The Black church has a gift for American Christianity. Are we all willing to receive it? New Testament scholar Esau McCaulley, author of “Reading While Black,” talks with Amy Julia about Black biblical interpretation, distorted views of the gospel, the importance of identity within a Christian’s story, and the Black church’s commitment to both the theological tenets of Christianity and advocating for justice.
Esau McCaulley (PhD, St. Andrews), author of “Reading While Black: African American Biblical Interpretation as an Exercise in Hope,” a priest in the Anglican Church in North America, and a contributing writer for The New York Times. He is also the host of The Disrupters podcast. His publications include Sharing in the Son’s Inheritance and numerous articles in outlets such as Christianity Today, The Witness, and The Washington Post. Connect with him online:
- Twitter: @esaumccaulley
“There’s a whole story in the Bible of God liberating an entire people who are enslaved. This goes to the front of God’s resume. He says it over and over and over again, ‘I am the Lord your God who brought you out of Egypt, out of the land of slavery.’”
“The very practice of going to the Bible and asking God to meet us there is an exercise of hope.”
“Look to the Black church in America. It has a long history of advocacy for justice along with remaining in the great tradition of things Christians will always believe.”
“If our ethnicity is eschatological, if we go into the new creation as black and brown and white people, if we all come into the kingdom as our ethnic selves, then God is glorified in the salvation of each of us and each part of who we are. My blackness is not immaterial to the story of my life. I can’t tell the story of my life and what God has done in my life without talking about what it means to be Black and Christian.”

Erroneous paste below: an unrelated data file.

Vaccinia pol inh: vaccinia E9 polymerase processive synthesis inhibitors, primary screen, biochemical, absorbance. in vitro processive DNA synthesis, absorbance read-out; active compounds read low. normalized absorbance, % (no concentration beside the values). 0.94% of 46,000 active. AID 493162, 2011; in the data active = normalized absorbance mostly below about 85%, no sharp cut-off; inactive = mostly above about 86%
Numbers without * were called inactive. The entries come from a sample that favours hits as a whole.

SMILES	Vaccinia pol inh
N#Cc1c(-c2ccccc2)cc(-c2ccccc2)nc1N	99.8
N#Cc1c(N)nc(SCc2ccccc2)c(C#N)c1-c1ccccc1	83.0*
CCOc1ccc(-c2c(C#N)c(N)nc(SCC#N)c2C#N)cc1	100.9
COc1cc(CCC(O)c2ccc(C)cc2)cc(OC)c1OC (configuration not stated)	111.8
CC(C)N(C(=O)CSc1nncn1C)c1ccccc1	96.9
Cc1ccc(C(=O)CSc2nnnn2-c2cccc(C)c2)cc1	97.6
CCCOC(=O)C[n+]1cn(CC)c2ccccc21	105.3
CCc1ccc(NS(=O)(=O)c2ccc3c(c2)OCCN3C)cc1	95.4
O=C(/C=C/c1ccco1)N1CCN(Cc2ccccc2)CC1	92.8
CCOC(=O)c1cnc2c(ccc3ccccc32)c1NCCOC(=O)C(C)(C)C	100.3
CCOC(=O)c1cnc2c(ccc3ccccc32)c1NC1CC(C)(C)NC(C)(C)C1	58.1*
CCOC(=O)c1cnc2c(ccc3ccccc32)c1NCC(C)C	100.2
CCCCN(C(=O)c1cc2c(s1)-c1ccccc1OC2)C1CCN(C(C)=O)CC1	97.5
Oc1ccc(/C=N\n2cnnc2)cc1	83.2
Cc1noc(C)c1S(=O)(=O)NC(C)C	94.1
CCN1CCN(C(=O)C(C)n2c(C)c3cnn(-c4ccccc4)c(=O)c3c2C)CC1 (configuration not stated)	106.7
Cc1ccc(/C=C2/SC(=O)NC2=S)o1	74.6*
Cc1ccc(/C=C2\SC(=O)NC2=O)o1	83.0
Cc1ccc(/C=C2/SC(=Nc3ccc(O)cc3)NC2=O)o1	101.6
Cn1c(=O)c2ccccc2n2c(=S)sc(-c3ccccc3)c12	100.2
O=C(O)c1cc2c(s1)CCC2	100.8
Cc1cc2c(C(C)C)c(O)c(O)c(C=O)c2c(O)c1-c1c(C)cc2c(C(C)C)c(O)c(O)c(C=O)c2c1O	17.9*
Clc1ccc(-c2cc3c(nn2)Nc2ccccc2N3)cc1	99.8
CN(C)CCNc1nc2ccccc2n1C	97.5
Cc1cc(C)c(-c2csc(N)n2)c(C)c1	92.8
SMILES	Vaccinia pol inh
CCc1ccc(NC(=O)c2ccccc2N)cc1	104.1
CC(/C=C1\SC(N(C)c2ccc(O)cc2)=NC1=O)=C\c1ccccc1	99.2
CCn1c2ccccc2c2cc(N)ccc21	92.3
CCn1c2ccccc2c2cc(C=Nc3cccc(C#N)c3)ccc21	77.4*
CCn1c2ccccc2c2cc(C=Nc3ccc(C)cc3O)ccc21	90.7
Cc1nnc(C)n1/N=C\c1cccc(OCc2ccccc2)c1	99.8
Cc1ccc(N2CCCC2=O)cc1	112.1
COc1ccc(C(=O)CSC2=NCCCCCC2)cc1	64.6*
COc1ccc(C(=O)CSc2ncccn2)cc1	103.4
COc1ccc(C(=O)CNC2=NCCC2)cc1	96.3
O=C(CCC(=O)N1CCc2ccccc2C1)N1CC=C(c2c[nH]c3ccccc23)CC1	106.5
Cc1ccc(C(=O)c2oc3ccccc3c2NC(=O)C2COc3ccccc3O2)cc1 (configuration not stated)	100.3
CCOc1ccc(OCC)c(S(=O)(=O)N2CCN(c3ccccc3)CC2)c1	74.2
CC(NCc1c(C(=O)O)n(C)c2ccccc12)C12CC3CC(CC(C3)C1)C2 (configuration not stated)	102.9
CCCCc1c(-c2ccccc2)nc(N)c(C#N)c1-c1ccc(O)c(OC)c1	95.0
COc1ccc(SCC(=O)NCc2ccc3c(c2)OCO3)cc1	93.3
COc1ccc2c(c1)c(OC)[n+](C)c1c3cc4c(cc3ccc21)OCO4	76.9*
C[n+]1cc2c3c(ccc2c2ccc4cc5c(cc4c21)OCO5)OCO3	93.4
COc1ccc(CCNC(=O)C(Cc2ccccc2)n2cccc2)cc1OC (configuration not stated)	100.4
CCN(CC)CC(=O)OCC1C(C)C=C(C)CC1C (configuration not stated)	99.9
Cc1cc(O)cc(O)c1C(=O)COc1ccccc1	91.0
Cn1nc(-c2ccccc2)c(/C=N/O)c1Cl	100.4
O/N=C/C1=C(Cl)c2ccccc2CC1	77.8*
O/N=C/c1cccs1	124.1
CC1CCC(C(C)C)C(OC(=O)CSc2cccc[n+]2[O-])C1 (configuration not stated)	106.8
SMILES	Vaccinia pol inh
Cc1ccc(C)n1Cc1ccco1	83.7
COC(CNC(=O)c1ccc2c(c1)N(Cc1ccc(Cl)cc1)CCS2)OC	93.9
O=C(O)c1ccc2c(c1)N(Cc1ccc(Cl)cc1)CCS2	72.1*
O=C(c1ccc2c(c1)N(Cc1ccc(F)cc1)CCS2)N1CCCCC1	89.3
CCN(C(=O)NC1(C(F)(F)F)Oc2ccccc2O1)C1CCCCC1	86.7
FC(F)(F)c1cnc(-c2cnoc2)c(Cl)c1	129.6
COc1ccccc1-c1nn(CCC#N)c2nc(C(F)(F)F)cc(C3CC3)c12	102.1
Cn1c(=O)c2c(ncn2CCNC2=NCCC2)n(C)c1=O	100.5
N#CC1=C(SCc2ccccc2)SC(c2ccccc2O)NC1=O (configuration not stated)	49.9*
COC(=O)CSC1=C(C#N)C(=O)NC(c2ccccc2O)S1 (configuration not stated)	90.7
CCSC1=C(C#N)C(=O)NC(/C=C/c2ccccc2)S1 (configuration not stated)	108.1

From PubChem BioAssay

On the Podcast:
- Articles/Essays in The New York Times
- Scripture: Genesis 48, Exodus 12:37-38, I Timothy 6:1-2, Genesis 1:26-28, Luke 20:4, Sermon on the Mount, Revelation, John 9
- “Deacon King Kong” by James McBride
- “The Cross and the Lynching Tree” by James Cone
- The New York Times: The Bloody Fourth Day of Christmas
- Penny’s diagnosis of Down syndrome
Thank you to Breaking Ground, the co-host for this podcast.
White Picket Fences, Season 3 of Love is Stronger Than Fear, is based on my book White Picket Fences, and today we are talking about chapter 7. Check out free RESOURCES—action guide, discussion guides—that are designed to help you respond. Learn more about my writing and speaking at amyjuliabecker.com.
To go further with Amy Julia:
- Love is Stronger Than Fear | Season 3—White Picket Fences
- AJB Recommends: Books, Podcasts, and Films About Racism and Privilege
- AJB on Racial Healing
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